Goldberg says one solution might be to institute commercial electricity tariffs only built for recharging electric vehicles. This approach reflects EV charging rates used by other jurisdictions such as California, Massachusetts, Oregon, and Quebec. Some of these rates were introduced by the utility, and others at the request of the government.

In order to support the infrastructure described in the report, a strong and competitive EV charging market that encourages substantial private investment will be needed.

With reliable access to fast-charging stations being essential, especially for British Columbians on road trips, a starting point would be “for the government of British Columbia to order its utilities to introduce specific commercial rates. to the rapid recharging of electric vehicles which would help public services to cover their costs, but also encourage investments in the recharging of electric vehicles. This will help and support British Columbia in meeting its climate goals, ”said Goldberg.

Site education hosts a critical element

Before a charger can be installed, the premises must be secure, but not just anywhere. The charging infrastructure is only as efficient as its level of accessibility. But especially in urban areas, there is a shortage of available square footage.

Enter site hosts: existing businesses or landowners who allow charging stations on their property. They are essential for access to public charging in cities, but a lack of awareness among landowners could be cost opportunities.

Michael Pelsoci, Regional Sales Manager, Pacific North West at FLO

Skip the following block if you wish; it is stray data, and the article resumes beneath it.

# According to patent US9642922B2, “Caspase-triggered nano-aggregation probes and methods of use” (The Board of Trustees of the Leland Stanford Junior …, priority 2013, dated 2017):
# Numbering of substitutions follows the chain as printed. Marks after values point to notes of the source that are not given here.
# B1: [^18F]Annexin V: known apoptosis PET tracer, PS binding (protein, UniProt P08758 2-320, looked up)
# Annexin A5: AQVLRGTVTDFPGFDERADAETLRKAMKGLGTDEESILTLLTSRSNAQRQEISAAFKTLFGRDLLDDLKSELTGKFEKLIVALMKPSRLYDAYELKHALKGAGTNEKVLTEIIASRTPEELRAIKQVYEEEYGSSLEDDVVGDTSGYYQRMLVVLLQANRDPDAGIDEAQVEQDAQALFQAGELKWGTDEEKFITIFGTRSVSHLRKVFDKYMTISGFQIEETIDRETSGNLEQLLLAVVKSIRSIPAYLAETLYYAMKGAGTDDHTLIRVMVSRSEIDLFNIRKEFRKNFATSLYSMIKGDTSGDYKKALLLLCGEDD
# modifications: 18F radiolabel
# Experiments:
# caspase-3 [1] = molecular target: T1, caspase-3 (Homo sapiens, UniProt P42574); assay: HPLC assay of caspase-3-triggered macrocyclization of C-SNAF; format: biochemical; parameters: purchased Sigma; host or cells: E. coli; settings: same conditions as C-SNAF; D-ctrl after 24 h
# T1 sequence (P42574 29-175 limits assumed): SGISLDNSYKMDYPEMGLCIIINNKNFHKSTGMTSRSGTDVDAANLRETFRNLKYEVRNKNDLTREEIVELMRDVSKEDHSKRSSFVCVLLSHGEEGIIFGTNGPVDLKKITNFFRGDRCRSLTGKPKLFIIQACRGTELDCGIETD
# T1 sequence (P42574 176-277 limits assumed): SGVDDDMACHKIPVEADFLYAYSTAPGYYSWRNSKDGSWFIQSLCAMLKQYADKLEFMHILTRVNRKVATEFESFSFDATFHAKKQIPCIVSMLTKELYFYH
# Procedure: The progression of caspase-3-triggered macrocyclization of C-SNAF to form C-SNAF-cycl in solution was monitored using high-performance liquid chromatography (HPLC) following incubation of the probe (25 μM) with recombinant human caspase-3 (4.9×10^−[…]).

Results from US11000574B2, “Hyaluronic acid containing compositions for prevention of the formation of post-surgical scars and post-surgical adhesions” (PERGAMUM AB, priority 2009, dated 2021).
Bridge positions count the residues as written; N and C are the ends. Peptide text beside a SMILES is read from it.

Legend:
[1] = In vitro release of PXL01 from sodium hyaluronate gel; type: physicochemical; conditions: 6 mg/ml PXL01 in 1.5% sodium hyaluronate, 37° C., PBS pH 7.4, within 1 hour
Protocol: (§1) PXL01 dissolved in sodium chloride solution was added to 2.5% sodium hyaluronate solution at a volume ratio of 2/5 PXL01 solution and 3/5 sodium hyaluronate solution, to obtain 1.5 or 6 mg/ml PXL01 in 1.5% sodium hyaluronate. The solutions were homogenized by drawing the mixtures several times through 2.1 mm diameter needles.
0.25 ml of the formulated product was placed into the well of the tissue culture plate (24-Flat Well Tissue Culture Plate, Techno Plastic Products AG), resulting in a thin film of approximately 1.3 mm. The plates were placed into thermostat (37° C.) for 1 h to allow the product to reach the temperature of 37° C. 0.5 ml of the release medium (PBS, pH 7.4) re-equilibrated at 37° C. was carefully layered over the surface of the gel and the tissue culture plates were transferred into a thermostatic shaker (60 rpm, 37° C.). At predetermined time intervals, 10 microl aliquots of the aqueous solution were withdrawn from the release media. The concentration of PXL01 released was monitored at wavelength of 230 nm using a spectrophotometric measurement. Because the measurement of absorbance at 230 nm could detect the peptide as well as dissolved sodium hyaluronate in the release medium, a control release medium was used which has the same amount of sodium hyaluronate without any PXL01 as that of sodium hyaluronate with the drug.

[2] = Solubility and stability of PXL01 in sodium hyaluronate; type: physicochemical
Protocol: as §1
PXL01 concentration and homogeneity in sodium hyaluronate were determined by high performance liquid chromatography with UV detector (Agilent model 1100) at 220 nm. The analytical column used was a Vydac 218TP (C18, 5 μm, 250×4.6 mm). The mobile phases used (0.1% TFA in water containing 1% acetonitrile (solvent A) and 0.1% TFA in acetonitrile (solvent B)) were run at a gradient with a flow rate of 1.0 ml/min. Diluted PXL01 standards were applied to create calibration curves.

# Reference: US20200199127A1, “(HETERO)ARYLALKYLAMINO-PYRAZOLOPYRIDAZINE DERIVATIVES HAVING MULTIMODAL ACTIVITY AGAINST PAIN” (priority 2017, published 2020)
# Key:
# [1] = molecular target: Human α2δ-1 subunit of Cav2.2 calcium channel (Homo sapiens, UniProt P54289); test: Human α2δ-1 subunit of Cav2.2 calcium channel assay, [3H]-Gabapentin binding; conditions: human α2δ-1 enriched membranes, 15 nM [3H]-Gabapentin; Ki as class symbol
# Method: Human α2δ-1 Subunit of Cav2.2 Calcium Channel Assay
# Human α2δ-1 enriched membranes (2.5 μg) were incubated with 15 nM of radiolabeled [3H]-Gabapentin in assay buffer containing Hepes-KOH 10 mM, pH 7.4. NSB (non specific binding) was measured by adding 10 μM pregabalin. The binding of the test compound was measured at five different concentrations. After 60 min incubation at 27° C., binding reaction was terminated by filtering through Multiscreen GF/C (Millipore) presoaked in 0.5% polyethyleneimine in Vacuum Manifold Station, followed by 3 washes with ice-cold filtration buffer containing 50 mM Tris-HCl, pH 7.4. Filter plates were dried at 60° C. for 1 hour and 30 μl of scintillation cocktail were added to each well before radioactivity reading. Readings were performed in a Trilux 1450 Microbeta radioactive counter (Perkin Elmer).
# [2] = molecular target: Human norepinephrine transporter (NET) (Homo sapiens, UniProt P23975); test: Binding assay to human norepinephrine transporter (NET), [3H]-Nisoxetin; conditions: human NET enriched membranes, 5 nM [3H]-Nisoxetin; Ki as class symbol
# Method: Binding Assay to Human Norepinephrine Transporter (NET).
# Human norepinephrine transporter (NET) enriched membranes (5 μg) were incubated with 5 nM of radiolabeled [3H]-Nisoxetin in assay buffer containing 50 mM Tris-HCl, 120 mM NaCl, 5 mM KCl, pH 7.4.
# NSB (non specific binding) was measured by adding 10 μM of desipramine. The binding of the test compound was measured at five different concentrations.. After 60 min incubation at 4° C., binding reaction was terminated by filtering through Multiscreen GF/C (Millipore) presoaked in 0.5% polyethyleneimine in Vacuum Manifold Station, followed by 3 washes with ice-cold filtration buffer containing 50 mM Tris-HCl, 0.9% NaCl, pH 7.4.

Michael Pelsoci, Regional Sales Manager, Western Canada at FLO

“Not all potential site hosts understand the future benefits of participating in the deployment of charging infrastructure, and many are not yet aware of the existing financial incentives to deploy,” said Michael Pelsoci, regional sales manager. of FLO for Western Canada, in an interview. with Autonomy Electric Canada.

“At FLO, our focus is on getting program information out to the right people, helping them through the process from application to deployment, and then making sure these stations operate reliably over the long term, because this is how we make sure is a great value for the government investment in these stations.

Leverage legislation to achieve goals

British Columbia has some of the strongest policies around adopting electric vehicles and promoting zero-emission transportation, but Tom Ashley, vice president of policy and market development at Greenlots, says Autonomy Electric Canada he believes these tools could be used more effectively when it comes to responding to pricing demands, as they would help bring together funding, awareness and a more robust competitive marketplace.

Thomas Ashley Greenlots
Thomas Ashley, Vice President of Policy and Market Development at Greenlots

“A key action the province can take is to adopt the changes to the Low Carbon Fuel Standard (BC-LCFS) that the government proposed in 2019,” said Ashley. “This would unlock additional private investment in electric vehicle charging infrastructure and allow entities other than utilities to generate valuable credits that support the deployment of electric vehicle charging infrastructure. Along with increased funding for incentives, complementary federal financial support programs and the participation, planning and targeted investments of local communities.

The availability and accessibility of fast-charging infrastructure remain high priorities for companies like Greenlots and extend across the spectrum from stakeholders to municipalities and city planners.